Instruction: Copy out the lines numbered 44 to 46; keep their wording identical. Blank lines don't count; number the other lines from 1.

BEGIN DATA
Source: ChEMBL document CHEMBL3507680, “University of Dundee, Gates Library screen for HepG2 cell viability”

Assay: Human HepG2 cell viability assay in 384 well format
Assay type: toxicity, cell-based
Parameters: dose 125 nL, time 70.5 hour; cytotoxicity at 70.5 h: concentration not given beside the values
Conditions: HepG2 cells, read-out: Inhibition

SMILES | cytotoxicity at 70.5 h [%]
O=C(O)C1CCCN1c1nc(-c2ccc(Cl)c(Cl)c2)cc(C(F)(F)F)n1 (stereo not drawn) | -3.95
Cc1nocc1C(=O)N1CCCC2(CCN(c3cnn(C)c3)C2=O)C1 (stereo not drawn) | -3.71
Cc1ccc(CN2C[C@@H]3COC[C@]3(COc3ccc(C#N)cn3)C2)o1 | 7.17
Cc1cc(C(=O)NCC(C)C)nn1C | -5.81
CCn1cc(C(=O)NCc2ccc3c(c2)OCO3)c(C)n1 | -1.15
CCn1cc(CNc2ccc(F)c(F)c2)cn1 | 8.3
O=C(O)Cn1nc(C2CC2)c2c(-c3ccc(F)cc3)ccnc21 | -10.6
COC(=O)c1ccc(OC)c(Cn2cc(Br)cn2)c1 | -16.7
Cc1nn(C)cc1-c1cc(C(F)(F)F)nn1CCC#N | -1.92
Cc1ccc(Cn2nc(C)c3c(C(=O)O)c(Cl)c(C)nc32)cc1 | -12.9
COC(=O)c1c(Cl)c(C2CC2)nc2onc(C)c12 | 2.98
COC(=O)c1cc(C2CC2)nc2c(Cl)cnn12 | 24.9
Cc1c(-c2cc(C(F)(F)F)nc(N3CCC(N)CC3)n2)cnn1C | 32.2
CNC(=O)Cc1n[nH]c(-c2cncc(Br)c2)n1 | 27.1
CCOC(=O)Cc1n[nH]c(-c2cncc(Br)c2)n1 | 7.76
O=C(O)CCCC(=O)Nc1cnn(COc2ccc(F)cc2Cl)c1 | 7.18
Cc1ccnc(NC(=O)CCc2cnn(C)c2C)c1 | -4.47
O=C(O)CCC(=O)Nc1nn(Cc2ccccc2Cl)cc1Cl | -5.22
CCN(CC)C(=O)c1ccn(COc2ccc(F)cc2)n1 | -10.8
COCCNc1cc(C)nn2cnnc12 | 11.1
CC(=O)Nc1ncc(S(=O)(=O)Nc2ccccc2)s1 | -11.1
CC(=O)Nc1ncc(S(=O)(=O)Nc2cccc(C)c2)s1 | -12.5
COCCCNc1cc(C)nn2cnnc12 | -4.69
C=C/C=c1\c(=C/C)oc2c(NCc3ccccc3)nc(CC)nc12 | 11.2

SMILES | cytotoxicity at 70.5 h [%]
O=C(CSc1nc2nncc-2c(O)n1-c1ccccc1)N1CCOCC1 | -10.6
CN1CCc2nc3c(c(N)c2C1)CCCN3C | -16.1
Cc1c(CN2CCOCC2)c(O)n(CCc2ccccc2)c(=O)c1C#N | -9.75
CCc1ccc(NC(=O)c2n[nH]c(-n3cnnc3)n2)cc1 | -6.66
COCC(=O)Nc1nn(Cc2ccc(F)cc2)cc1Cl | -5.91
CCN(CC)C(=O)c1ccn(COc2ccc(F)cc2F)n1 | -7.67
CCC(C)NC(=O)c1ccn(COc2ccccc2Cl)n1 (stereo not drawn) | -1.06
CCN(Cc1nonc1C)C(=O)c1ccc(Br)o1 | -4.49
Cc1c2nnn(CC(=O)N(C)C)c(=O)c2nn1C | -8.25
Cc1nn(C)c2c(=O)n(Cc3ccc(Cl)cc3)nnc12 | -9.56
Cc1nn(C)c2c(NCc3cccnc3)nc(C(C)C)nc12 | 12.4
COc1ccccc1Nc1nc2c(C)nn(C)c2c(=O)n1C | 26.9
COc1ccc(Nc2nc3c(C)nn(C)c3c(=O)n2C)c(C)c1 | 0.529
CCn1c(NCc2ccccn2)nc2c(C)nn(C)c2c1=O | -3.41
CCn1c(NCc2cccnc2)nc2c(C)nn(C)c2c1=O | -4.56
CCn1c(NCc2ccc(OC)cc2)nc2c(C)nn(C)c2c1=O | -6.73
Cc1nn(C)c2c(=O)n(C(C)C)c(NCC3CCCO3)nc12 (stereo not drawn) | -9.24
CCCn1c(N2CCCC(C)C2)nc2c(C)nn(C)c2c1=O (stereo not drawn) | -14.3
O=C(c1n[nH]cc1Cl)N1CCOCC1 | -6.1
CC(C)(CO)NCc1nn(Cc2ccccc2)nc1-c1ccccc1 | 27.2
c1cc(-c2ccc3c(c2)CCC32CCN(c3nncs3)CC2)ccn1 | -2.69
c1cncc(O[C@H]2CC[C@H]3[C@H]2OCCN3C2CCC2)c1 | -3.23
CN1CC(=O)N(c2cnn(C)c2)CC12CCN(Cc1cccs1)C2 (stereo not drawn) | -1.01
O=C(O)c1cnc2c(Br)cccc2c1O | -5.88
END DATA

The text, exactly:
COc1ccc(Nc2nc3c(C)nn(C)c3c(=O)n2C)c(C)c1 | 0.529
CCn1c(NCc2ccccn2)nc2c(C)nn(C)c2c1=O | -3.41
CCn1c(NCc2cccnc2)nc2c(C)nn(C)c2c1=O | -4.56